Supernovae super luminose, Hypernovae and Dark Energy
S. Benetti, F.Bufano

Collaborations: "Public ESO Spectroscopic Survey for Transient Object"(PESSTO);
“NOT Unbiased Transient Survey" (NUTS).
In the last years a new class of extremely energetic transients has been discovered: theSuper Luminous Supernovae (SLSNe). These  transients can be hundred of times more luminous than the most luminous supernovae (Benetti et al. 2014, MNRAS 441, 289). Their central  engine is still unknown, however several hypothesis have been proposed.
The more promising ones are: the pair-instability explosions; the spin-down of a magnetar which is the remnant of the core-collapse of the progenitor star; the interaction of the supernova ejecta with a circum-stellar material expelled by the progenitor star during the final phases of its evolution. The central engine of a SLSNe is in any case associated to a powerful explosion, even more powerful then the explosions connected to long-GRBs (also called hypernovae; Bufano et al. 2012, ApJ 753, 67 ). We, then, proposed to study a sample of SLSNe, hypernovae and also SNe with luminosity in between the two classes. Develop physical models for the different scenarios, and also look for new diagnostic tools (for example, in the radio domain) in order to discriminate among the different proposed scenarios.
The thesis goals will then be:
a) Multi-wavelength monitoring from UV to radio of a sample of energetic SNe with the instruments available to the Padova-Asiago SN group.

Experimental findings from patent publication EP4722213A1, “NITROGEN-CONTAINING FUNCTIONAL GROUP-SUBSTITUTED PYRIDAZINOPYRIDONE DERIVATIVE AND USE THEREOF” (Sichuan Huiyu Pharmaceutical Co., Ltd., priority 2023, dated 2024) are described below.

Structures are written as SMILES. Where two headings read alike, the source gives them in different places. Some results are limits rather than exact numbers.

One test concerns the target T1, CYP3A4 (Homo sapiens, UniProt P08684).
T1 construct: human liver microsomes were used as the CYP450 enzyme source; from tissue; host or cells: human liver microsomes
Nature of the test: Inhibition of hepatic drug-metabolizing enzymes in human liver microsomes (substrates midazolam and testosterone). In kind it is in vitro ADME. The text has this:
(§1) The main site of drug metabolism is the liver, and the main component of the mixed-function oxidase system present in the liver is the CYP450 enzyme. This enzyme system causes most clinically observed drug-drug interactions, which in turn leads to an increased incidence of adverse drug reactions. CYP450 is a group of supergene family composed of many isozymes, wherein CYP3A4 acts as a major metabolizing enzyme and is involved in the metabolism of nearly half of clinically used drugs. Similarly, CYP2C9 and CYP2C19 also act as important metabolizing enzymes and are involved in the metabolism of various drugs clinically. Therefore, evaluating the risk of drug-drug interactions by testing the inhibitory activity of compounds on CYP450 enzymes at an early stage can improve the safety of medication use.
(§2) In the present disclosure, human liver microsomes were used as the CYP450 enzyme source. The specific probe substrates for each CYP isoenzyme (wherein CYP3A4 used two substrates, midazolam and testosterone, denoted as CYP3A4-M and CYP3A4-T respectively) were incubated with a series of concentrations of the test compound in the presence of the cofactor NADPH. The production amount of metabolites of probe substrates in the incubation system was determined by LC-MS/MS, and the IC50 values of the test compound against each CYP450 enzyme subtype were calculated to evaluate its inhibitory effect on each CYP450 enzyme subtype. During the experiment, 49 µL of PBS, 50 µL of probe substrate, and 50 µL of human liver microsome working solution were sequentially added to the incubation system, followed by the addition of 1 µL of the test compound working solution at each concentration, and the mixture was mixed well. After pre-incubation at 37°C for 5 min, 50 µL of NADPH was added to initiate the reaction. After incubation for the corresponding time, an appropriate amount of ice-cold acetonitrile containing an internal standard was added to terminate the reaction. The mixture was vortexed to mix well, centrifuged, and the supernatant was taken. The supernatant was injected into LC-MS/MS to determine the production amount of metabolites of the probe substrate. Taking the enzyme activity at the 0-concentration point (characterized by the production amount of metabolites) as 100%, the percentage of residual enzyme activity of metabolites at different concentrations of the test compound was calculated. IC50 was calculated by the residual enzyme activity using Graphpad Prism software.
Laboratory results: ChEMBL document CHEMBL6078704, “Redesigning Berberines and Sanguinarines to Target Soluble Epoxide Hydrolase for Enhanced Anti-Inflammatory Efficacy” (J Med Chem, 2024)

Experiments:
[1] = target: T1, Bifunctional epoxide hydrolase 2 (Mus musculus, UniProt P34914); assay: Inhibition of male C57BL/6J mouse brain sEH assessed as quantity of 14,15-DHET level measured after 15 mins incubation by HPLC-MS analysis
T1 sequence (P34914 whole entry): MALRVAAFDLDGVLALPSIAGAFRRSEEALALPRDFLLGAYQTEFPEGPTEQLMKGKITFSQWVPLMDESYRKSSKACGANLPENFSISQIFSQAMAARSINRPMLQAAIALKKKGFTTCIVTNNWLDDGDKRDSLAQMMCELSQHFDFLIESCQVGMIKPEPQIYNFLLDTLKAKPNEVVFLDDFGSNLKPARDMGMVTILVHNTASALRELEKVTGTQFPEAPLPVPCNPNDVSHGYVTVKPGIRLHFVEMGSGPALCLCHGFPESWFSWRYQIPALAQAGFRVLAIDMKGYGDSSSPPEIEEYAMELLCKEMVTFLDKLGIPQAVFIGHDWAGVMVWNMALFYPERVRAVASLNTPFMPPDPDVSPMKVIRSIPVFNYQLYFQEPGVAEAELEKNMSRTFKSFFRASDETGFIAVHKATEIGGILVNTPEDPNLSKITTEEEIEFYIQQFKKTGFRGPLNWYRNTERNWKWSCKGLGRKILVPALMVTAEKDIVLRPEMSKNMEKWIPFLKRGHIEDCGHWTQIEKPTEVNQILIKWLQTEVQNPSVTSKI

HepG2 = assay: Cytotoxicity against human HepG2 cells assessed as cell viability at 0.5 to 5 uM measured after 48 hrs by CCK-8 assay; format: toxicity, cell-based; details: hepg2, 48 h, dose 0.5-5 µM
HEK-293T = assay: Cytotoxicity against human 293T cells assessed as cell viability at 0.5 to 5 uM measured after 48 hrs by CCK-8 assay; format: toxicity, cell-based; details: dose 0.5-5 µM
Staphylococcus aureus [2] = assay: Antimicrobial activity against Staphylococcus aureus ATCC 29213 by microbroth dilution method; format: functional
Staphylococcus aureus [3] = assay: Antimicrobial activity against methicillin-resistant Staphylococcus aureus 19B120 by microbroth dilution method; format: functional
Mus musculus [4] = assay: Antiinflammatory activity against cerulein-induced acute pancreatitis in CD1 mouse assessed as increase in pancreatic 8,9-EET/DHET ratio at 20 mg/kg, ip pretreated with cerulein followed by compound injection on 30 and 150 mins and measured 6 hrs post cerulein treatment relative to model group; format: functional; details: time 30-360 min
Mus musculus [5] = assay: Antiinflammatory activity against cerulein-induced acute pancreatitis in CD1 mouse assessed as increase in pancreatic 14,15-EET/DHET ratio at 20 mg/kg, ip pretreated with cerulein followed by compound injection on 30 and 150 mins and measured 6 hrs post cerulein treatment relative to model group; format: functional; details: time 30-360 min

b) Data reduction and their analysis.
c) Develop new theoretical tools in collaboration with qualified scientists of our Institutes to probe the different proposed scenarios.
d) Eventually understand the engine supporting these huge explosions, thus checking their use as cosmological standard candles up to z~5.  This in turn could help shedding light into the Dark Energy mystery

Study of the link between planets and circumstellar disks
S. Desidera, F. Marzari, E. Rigliaco

The formation of planets arises in the circumstellar disks. How the disk properties drive the process of planet formation and how planets are responsible of features observed in several disks (spiral arms, rings, belts) is far being understood. The recent development of high-contrast imaging instruments, like SPHERE at VLT, LMIRCAM and in near-future SHARK at LBT)  allows on one hand to extend the sensitivity in the detection of planets and on the other to spatially resolve circumstellar disks with unprecedented details. In this context we propose a PhD program focused on the study of the link between presence of planets and disk characteristics at various evolutionary phases, both on observational and theoretical sides. The observational part will be mostly based on dataset acquired with SPHERE, as part of the GTO program (260 nights, mostly devoted to disk and planets). The PhD student will become member of the SPHERE  Consortium and will contribute to GTO duty activities (observations, data reduction). From the theoretical point of view, the development of dedicated codes for the study of interactions between planets and disks is foreseen.  Specific efforts will be devoted to multi-component debris disks. The presence of planets is the most likely origin of this architecture. The masses and orbital properties of planets that could be responsible for sculpting these belts will be derived. Comparison with observations will allow to address  statistically the hypothesis that the gap between belts is due to the presence of planets.